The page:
Pivot is just a fancy, non-finger point-y way of saying change. And typically, that change is reacting to something not going the company’s way. “Pivoting” means reacting to bad news or undesired outcome and making everyone involved feel smarter about the process.
Unless you’ve built software that cures cancer, does something better than Elon Musk, or gets you laid faster than Tinder, you’re not revolutionary. You’re an element of evolution in a steadily progressing world.
12. Internet of Things
I still don’t even know what the hell this means. Really. It’s one of those phrases people use and pretend to know but really don’t.
I thought bandwidth was Internet stuff, not how busy you are at work. Can’t we say, “if you’re not too busy,” instead of, “if you have the bandwidth,”..?? These are people, not routers.
14. Low-hanging fruit
You mean the easy work? “Easy win” even applies here. But the whole gardening metaphor is tired. It’s ok to say, “Do the easy work first” in a meeting. Hiding behind a metaphorical phrase doesn’t make the work any less important.
Do we need to break everything down into words to make the process more complicated? Aren’t deliverables, just work? It’s an adjective to describe what work you’re completing… so… it’s just work. Throw in a “key, ” and you’re jargon-y as all get out.
16. Circle Back
Translation: I don’t want to continue talking about this right now, so I’m going to schedule more pointless meetings to discuss this thing I don’t understand and don’t want to talk about in a few days. Likely, scheduled on your lunch break.
17. Action item
What happened to the good ole’ “to do List”? Instead, we’ve got “action item”. You come out of a meeting with a sore ass. The boss pounds on your for the stuff you need to do. You’re up to your ears in homework, yet, it’s not work you need to do – it’s “action items, to be delivered upon.” WHAT THE HELL DOES THIS EVEN MEAN?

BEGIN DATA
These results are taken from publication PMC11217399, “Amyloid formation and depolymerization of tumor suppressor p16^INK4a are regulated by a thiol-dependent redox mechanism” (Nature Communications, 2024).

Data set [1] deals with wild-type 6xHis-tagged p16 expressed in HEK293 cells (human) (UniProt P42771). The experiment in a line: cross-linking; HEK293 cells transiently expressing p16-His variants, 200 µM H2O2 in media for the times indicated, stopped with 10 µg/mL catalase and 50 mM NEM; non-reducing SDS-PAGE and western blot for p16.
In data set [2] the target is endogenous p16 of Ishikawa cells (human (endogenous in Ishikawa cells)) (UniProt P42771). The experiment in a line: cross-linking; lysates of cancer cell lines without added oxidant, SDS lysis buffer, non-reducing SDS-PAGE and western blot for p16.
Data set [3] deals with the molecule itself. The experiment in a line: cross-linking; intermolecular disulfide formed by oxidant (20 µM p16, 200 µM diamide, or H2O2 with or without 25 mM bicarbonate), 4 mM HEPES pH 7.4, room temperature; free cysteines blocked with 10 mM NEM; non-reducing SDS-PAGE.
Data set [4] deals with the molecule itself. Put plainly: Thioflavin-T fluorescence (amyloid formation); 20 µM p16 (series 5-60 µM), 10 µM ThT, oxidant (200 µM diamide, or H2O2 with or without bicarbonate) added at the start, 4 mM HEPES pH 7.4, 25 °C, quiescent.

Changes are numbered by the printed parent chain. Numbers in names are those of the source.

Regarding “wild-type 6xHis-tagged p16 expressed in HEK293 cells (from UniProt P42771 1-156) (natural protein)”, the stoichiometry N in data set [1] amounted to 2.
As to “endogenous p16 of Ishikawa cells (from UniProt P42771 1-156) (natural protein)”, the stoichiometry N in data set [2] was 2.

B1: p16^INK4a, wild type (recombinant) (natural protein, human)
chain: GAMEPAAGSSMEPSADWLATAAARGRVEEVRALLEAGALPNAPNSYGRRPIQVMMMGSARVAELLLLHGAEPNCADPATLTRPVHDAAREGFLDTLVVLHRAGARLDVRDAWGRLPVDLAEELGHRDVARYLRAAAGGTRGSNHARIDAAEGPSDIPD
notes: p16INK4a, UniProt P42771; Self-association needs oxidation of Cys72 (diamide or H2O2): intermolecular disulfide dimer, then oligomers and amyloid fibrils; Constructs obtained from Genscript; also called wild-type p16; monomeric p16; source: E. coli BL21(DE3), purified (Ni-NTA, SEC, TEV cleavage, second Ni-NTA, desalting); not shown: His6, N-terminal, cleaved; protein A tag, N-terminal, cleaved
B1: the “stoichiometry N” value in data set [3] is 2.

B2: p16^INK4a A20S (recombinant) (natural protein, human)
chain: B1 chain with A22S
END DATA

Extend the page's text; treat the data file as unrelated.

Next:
18. Take it offline
If there was ever painful corporate-speak, this one is a granddaddy. Instead of burning minutes in a meeting, someone will announce, “let’s take it offline.” Always happens. What about, “let’s talk about this face to face,” or “I’ll swing by your desk”, or “let’s figure this out.”
We appreciate you not annoying the rest of us with your A+B problem, but we’re not all living in the matrix. Or, at least we think we’re not.
Committing to something – a culture, an idea, a feeling. We’re equating life to a poker game and expecting everyone to get the idea, too. So lame.
20. Rockstar – Ninja – Wizard – whatever descriptive verb
This one. Holy horse crap. Can we PLEASE STOP with trying to slap a descriptive label on good work? I get it. You want to exclaim your person is a badass, and they’ve got chops. But this labeling of people in fantastical ways just sucks. When did the craft of a ninja, or the fantastical abilities of a wizard relate to code? And the rockstar thing?
Dudes, you’re not Keith Richards, you wear a startup hoodie and complain when you’re not getting free lunch at work.
Also, these names suck because they imply some male-dominance-cum-brogrammer mentality. They’re shadowy ciphers that are such machismo, it’ll barf up a steak. When a woman gets labeled a “ninja” it’s in an entirely different context, and that’s not cool. Writers have to get creative and use terms like “acrobat” or “juggler” to give off a sentiment of equal playing field, and it’s obnoxious. Just stop with these lame titles.
And there you have it. 20 bullshit buzzwords that should be banned from tech forever and ever. Comment away, and add the jargon you loathe in the comments section. If it goes well, maybe they’ll ask me to write a part two, and we’ll make even more people mad.
This editorial was first published here in 2017.